$23,200 - $34,200

2017 Kia Sportage Performance Review

Note: This performance review was created when the 2017 Kia Sportage was new.


Performance: 7.9

The 2017 Kia Sportage has a smooth ride and engaging handling for a compact SUV. Underwhelming acceleration and fuel economy hinder the fun a bit, but don't squelch it completely.

  • "With the caveat that it's still a crossover, the Sportage SX is enjoyable to drive." -- Automobile Magazine
  • "I found the overall driving experience to be enjoyable, and I'd put the turbo version of the Sportage near the very top of the segment in that regard." -- Cars.com
  • "While the previous Sportage suffered from a loud cabin and a suspension that crashed over bumps, the 2017 model is quiet and comfortable rolling down the highway, yet it also does well tackling winding California roads." -- CNET

Acceleration and Power

The 2017 Kia Sportage comes standard with a 181-horsepower, 2.4-liter four-cylinder engine. The SX Turbo trim has a 240-horsepower, turbocharged 2.0-liter four-cylinder engine (it has 237 horsepower if you upgrade to all-wheel drive).

The base Sportage's fuel economy is a bit underwhelming for the class at 23 mpg in the city and 30 on the highway. For comparison, the Honda CR-V gets 26/33 mpg city/highway. The turbocharged Sportage gets even worse fuel economy (21/26 mpg city/highway).

Neither engine is particularly impressive, performance-wise. The base four-cylinder can keep up with city traffic but feels underwhelming on the highway. The turbocharged model is faster, but for something that produces the most horsepower in the class, it just doesn't feel that fast. Some test drivers blame the Sportage's hefty curb weight, which has increased with the redesign. On the plus side, the Sportage's standard six-speed transmission shifts smoothly.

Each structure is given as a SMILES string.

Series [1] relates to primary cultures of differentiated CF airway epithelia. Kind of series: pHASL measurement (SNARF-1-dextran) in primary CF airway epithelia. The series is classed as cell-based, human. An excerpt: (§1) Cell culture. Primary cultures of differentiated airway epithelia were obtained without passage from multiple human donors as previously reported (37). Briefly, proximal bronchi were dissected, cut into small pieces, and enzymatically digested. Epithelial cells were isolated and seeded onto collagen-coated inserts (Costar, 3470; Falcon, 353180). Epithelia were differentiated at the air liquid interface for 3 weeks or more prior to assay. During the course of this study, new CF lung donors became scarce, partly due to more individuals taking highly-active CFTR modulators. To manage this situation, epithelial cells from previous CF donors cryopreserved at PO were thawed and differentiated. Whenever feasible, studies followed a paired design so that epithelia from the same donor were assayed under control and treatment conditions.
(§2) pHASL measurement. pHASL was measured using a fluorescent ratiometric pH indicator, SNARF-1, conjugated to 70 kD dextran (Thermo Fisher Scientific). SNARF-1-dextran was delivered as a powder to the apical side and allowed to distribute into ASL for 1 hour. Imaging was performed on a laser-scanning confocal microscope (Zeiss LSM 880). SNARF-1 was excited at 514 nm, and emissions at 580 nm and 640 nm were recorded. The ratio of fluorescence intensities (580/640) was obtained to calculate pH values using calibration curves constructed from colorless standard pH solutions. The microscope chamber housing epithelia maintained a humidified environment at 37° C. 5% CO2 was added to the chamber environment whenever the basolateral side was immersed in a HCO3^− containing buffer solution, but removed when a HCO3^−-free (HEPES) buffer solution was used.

• It pulls easily and deliberately through the automatic transmission's six forward gears, but considering the power rating, we were expecting a bit more punch from a 240-hp turbo." -- Automobile Magazine
  • Given how accomplished the Sportage is otherwise, the engines are something of a letdown. The base 2.4-liter engine operates smoothly, but while it keeps you moving with traffic well enough, there's not much surplus power for passing. We like that Kia provides a higher-performance engine in the SX Turbo, but it doesn't give you the punch you'd expect based on its extra 59 hp, and its fuel economy penalty may be hard to swallow. In any event, we're fans of the six-speed automatic, which is one of the best-mannered transmissions you'll find in this segment." -- Edmunds
  • While the 2.0T swiftly propels the Sportage out of corners, it's still not jaw-dropping quick. The very warm temperatures could have been playing a part in sapping some power, but I believe most of it has to do with a fully-loaded SX AWD having a curb weight of nearly 4,000 pounds." -- CNET

Handling and Braking

Though it can't quite touch the athleticism of the Mazda CX-5, the Sportage is one of the nimbler vehicles in the segment. It avoids excessive leaning in corners, and its strong brakes and responsive steering mean you can tackle a winding road with confidence. The Sportage's ride isn't stiff, as it sometimes can be in sportier vehicles. It has no trouble absorbing bumps in the road. Front-wheel drive is standard and all-wheel drive is optional.

  • "The Sportage has evolved noticeably from the firm-riding crossover it used to be. Kia seems to have realized that crossover buyers appreciate comfort, too, because the 2017 Sportage strikes a rewarding balance between ride compliance and handling control. There's still a certain athleticism to the way this crossover steers and takes a corner, but impacts now tend to be absorbed or shrugged off rather than transmitted vividly to the cabin." -- Edmunds
  • "On challenging roads a couple of hours outside of San Diego, my SX tester tracks confidently through quick bends, with its body motions staying in check without much roll or dive when braking. The brakes themselves are strong, with pleasingly firm pedal feedback. It's certainly a sporty ride for the segment, but the higher handling abilities thankfully don't necessarily come at the expense of ride comfort. Even on the SX's 19-inch wheel and tire package, the Sportage rides smoothly enough, with the suspension still taking the edge off of most road impacts I come across." -- CNET
  • "The good news is that the steering is finally coming around. The new Sportage is more responsive to wheel inputs and there's significantly more feedback. It still won't touch a CX-5 in that department, but it's on the right track." -- Left Lane News

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